indicated that 87%, 89%:Z and 91%3 of the samples respectively

generally regarded themselves as having a political stance.

1. Qtiestion 3. See Appendix 1,

2. Aitkin, op

7

~it;, pp.38, 278 and 290.

3·. David Kemp, "Swingers and stayers ; The Australian swinging voter,

1961-1972'' in Henry Mayer (ed) ~·Labor to Power, p.285.

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The extent of partisanship marginally increased when

respondents were asked whether the stated preference referred to

3

national politics, state politics or both. With this question

an additional one percent indicated preferring a party with respect

to at least one sphere of the electoral contest. But at 16.1%, the

degree of non~partisanship is still more than five percent higher

than indicated by the national surveys some five, eight and ten

years earlier. It is possible that this reflects the character of a

particular electorate which is at variance with the national

electorate although in patterns of voting behaviour, Denison.has

tended to follow national trends. 2 An alternative possibility,

although not s11pported by evidence,is that the partisan trends indicated

by the survey reflect a general decline in partisanship both for

the electorate and nationally.

Over recent years a number of American studies

have pointed to a decJ.ine in partisanship and increase in

•· d d 3

in epen ence. Indeed, one writer in particular has used such

evidence, with figures showing a decline in "straight ticket"

voting for state and local officials and a decline in the extent to

which respondents had always voted for the same party's candidate

for president, to suggest that "The political parties are progressively

losing their hold upon the electorate.114

1. Question 4. see Appendix 1.

2. This was noted in Chapter 1. Since 1910, . twenty-eight House of Representatfves elections have been held. Of these twenty-three have resulted in t.he election of a candidate belonging to the winning party including seven elections out of ten which resulted in a change of~governing party.

3. Note: Independence is a stated option in the Michigan Survey centre's question but not in the Australian nor Denison surveys. Thus non-partisanship. is not strictly the same as independence.

4. Walter Dean,-Burnhain~' ·Critkal :Elections ·and ·the Uainsprings ·of

Figure

FIGURE 4.1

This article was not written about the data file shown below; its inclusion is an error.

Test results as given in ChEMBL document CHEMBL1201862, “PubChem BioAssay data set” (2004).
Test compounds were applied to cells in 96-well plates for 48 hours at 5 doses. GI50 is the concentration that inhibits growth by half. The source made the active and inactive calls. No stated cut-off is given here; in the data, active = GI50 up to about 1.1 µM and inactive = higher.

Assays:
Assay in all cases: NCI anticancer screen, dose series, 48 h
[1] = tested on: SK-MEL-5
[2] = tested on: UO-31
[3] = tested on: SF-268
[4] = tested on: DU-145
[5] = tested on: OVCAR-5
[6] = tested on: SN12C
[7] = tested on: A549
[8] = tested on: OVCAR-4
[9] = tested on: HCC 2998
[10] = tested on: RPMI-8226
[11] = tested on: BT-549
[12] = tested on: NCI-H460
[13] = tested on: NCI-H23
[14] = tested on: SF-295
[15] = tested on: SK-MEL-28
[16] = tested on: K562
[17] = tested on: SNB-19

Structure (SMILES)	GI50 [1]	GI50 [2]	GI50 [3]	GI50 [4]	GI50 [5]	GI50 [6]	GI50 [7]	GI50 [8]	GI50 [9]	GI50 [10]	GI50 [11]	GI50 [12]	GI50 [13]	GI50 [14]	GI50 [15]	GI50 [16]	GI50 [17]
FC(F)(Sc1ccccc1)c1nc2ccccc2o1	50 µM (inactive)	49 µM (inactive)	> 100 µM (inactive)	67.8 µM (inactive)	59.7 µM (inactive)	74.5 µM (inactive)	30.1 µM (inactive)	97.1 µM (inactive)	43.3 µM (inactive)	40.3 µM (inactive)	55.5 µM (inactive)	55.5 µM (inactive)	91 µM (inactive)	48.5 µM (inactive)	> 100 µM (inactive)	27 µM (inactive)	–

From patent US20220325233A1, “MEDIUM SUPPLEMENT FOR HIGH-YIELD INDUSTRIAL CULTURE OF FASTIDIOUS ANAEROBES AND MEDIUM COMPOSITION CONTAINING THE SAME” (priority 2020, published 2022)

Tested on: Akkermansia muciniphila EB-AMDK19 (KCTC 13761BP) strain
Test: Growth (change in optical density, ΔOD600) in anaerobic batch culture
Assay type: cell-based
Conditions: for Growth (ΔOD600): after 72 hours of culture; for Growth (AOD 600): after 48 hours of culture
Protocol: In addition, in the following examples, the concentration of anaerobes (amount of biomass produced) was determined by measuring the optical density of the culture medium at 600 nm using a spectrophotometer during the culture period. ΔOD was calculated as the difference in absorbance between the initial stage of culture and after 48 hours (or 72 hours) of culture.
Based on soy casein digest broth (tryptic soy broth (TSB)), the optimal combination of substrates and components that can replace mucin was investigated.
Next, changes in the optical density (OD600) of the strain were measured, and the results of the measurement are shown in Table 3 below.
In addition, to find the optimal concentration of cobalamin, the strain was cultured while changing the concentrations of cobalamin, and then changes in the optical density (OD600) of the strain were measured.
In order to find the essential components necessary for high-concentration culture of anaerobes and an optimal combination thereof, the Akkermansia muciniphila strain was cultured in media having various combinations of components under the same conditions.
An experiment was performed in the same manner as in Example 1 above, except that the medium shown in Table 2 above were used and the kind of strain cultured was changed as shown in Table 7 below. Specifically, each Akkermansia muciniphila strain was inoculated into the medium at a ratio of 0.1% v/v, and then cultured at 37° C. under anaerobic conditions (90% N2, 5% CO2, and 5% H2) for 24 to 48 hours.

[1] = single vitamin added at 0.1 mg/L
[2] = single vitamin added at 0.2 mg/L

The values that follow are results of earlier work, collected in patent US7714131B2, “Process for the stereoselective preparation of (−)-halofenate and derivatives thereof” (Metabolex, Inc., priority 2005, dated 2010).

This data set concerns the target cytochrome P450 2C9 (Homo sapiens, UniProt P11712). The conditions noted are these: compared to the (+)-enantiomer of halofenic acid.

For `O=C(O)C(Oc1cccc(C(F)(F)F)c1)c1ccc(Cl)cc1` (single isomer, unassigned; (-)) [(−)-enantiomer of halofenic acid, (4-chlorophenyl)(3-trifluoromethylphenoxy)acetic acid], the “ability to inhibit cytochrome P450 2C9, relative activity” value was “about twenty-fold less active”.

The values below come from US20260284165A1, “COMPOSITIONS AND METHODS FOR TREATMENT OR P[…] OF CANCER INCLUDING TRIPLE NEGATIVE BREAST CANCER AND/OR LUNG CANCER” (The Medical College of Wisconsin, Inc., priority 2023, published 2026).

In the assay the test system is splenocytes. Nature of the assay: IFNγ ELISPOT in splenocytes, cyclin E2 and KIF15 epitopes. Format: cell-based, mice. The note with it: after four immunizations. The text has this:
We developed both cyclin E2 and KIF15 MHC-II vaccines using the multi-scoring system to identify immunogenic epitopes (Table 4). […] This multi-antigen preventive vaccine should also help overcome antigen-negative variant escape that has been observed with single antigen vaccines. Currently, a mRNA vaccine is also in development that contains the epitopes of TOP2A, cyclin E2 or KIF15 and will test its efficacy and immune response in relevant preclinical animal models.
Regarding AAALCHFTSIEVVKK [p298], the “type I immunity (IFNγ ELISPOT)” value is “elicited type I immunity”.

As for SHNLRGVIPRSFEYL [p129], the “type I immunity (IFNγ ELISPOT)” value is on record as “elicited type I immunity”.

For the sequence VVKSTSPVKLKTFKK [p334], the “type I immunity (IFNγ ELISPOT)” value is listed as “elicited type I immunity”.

FIGURE 4.1

p.11
TABLE 2.3 Federal patterns of party identification. (%)

TABLE 2.3

Federal patterns of party identification. (%) p.48
Table 2.6 indicates that these

Table 2.6

indicates that these p.53
Table 2.10 below.

Table 2.10

below. p.63
TABLE 2.11

TABLE 2.11

p.64
TABLE 2.13

TABLE 2.13

p.66
TABLE 2.15

TABLE 2.15

p.69
TABLE 2.16 Federal Patterns of Voting and Social Characteristics (%)

TABLE 2.16

Federal Patterns of Voting and Social Characteristics (%) p.71
TABLE 3.l The extent to which it makes much difference which party governs nationally by sex, education, income, occupation,

TABLE 3.l

The extent to which it makes much difference which party governs nationally by sex, education, income, occupation, p.82
TABLE 3.3 'fhe extent to which it makes much difference which party governs nationally by national party identificatior .

TABLE 3.3

'fhe extent to which it makes much difference which party governs nationally by national party identificatior . p.84
TABLE 3.4.

TABLE 3.4.

p.87
TABLE 3.5 The extent to which it makes much difference which party governs in Tasmania by sex for each level of education

TABLE 3.5

The extent to which it makes much difference which party governs in Tasmania by sex for each level of education p.88
TABLE 3 .6

TABLE 3 .

6 p.89
Table 3.7 indicates the prominence of national party competition

Table 3.7

indicates the prominence of national party competition p.91
TABLE 3. 7

TABLE 3.

7 p.92
TABLE 3.S The extent to ;which it makes much difference whlch party governs at both, one or no spheres by federal pattern of

TABLE 3.S

The extent to ;which it makes much difference whlch party governs at both, one or no spheres by federal pattern of p.94
Table 3.9 displays this categorized

Table 3.9

displays this categorized p.97
TABLE 3.9 Images of party differences at the national sphere by national party identification·

TABLE 3.9

Images of party differences at the national sphere by national party identification· p.98
Table 3.10

Table 3.10

p.103
TABLE 3.10

TABLE 3.10

p.104
TABLE 3.ll

TABLE 3.ll

p.105
TABLE j.12 Reasons for parties regarded as not makinr. a. difference at the state sphere by state party identification

TABLE j.12

Reasons for parties regarded as not makinr. a. difference at the state sphere by state party identification p.111
TABLE · 3.14

TABLE ·

3.14 p.116
TABLE 4.1.

TABLE 4.1.

p.126
TABLE 4.2.

TABLE 4.2.

p.130
TABLE 4. 4

TABLE 4.

4 p.140
TABLE 4.6.

TABLE 4.6.

p.149
TABLE 4.7. National and State Images of the Li?eral Party, a Comparison of Response Rates by Party Identification

TABLE 4.7.

National and State Images of the Li?eral Party, a Comparison of Response Rates by Party Identification p.153
Figure 4, 3

Figure 4,

3 p.155
Figure 4.4 National and State images of the Labor Party.

Figure 4.4

National and State images of the Labor Party. p.158

References